My bookshelf

I don't attach any ratings to books, because my enjoyment often hinges on initial expectations and other people surely pick up books with different subjective benchmarks. If I knew what was the "general opinion" then I could rank higher those books that I saw as "underrated", but I don't read enough book reviews to really get an accurate sense of what the typical reader thinks...

On my pile now

The Euro and the Battle of Ideas; The Curse of Cash (see Bethany McLean's review); Angela Merkel; The Great Persuasion; Rich People Poor Countries; Progress and Confusion: The State of Macroeconomic Policy; The Tyranny of Utility; Leftover Women; Lee Kwan Yew; Data and Goliath;


Taxing the Rich. Before reading the book, I would not have believed that ideas and arguments swayed fiscal policy in the past as much as I have now learned. (It seemed more intuitive that taxes would be set based on the balance of power within societies, or the visions of those leaders who had enough influence, or just lucky timing.) After reading Scheve and Stasavage's book, I know that compensatory arguments used to be prominent and they made a difference when politicians wanted to tax richer individuals more heavily. (Read Chapter 1 online for free.) The authors' summary of the book: "Countries tax the rich when the public thinks the state has failed to treat citizens as equals and in so doing has privileged the rich."

Just Freedom: A Moral Compass for a Complex World by Philip Pettit. A terrific book. I will read it again.

Cosmopolitanism. I enjoyed the book a lot more than I had expected. Shallow "cosmopolitanism-type" assertions (moral posturings) irritate me very much. Many of the subtle arguments in the book convinced me that 'cosmopolitan' need not be a bad word. (The label still does not ring right, but that book does a good job refuting some unappealing images we may associated with the term.) It seems to me that "universalism + respect for differences" probably merits an alternative umbrella term. One of the messages I will remember: Through malice or negligence we can easily send harmful messages or ideas. I fully agree that we are responsible for the trail of messages that we leave behind.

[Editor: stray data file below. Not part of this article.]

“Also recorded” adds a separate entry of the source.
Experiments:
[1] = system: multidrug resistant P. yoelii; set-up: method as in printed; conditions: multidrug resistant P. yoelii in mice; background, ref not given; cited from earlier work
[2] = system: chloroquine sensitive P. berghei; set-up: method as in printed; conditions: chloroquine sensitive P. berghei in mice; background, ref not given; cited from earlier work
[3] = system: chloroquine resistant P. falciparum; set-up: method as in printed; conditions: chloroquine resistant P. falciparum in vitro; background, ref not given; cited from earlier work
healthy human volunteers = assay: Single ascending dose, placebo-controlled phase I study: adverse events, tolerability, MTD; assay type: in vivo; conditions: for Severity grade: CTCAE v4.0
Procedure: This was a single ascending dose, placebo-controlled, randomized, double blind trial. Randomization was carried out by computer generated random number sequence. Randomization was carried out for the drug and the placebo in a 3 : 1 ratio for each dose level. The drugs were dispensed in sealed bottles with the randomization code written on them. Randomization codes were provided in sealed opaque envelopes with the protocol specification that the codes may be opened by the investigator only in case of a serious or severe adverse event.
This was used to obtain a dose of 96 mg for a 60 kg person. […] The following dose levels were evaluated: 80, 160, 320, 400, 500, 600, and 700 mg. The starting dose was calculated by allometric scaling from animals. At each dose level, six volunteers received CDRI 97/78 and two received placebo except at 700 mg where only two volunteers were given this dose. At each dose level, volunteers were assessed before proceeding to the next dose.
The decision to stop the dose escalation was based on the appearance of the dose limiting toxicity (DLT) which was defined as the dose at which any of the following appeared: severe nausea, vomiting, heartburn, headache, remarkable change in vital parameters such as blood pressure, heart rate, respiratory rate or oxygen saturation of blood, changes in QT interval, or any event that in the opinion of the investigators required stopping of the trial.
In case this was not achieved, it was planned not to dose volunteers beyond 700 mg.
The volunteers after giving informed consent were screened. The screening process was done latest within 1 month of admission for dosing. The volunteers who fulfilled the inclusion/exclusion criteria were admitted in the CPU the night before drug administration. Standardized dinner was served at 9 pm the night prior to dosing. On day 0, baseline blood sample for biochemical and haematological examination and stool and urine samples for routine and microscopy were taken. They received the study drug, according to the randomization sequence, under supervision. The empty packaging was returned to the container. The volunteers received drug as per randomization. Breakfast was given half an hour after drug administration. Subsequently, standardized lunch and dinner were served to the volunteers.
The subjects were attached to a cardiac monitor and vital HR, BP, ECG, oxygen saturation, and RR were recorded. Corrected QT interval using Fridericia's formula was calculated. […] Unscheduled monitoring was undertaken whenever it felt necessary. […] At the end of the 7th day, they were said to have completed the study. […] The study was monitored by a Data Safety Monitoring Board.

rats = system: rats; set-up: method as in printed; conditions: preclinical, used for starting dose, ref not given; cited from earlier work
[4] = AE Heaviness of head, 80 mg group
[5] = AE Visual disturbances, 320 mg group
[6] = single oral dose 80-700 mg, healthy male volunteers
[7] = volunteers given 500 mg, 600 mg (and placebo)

Alter Egos. Mark Landler is an engaging writer.

The Only Game in Town: Central Banks, Instability, and Avoiding the Next Collapse. I love reading Mohamed A. El-Erian's columns. This book is an excellent summary of the "new normal" (global GDP growth slowdown).

The Prize: Who's in Charge of America's Schools? Enjoyed Dale Russakoff's book a lot, finished in about three days. The struggles of well-meaning philanthropists are intriguing - and an antidote to the foolish and popular notions that "you can fix X if only you had more money".

Old Bears.

I have read parts of / most of:

  • What Have We Learned?
  • The Clinton Tapes: Wrestling History with the President
  • American Amnesia
  • Leadership BS
  • The Rational Optimist: How Prosperity Evolves
  • The System Worked
  • The Productivity Project


The Kennan Diaries and George F. Kennan: An American Life by John Gaddis.

Berlusconi: The Epic Story of the Billionaire Who Took Over Italy.

Phishing for Phools: The Economics of Manipulation and Deception.

The Great Tradeoff by Steven Weisman.

The Sense of Style by Steven Pinker.

Believer: My Forty Years in Politics by David Axelrod.

  • What Money Can't Buy: The Moral Limits of Markets
  • Dealing with China: An Insider Unmasks the New Economic Superpower
  • The Cold War: A New History. (Would read everything from John Lewis Gaddis if time allowed.)
  • The Examined Life
  • The Courage to Act: A Memoir of a Crisis and Its Aftermath
  • China's Disruptors
  • On the Edge of the Cold War : American Diplomats and Spies in Postwar Prague
  • A Contest for Supremacy: China, America, and the Struggle for Mastery in Asia
  • The Curmudgeon's Guide to Getting Ahead
  • The Tipping Point
  • Strategic Vision
  • Putin's Wars: The Rise of Russia's New Imperialism
  • Dog Whistle Politics
  • God, Guns, Grits, and Gravy

Fiction: You Deserve Nothing & The Circle


More Than You Wanted to Know. A fantastic book.

Stress Test: Reflections on Financial Crises. An underrated book by Timothy Geither.

Capital in the 21st Century.

Excellent Sheep. As description of the anxieties of college students, this is a fine book. But it could have been a lot more.

  • The Tyranny of Silence
  • Poor but Sexy: Culture Clashes in Europe East and West (sorry to say, but not recommended)
  • The Everything Store
  • David and Goliath
  • The Center Holds
  • The Globalization Paradox: Democracy and the Future of the World Economy
  • The Assumptions Economists Make
  • House of Debt
  • The Euro Crisis and Its Aftermath (selected quotes)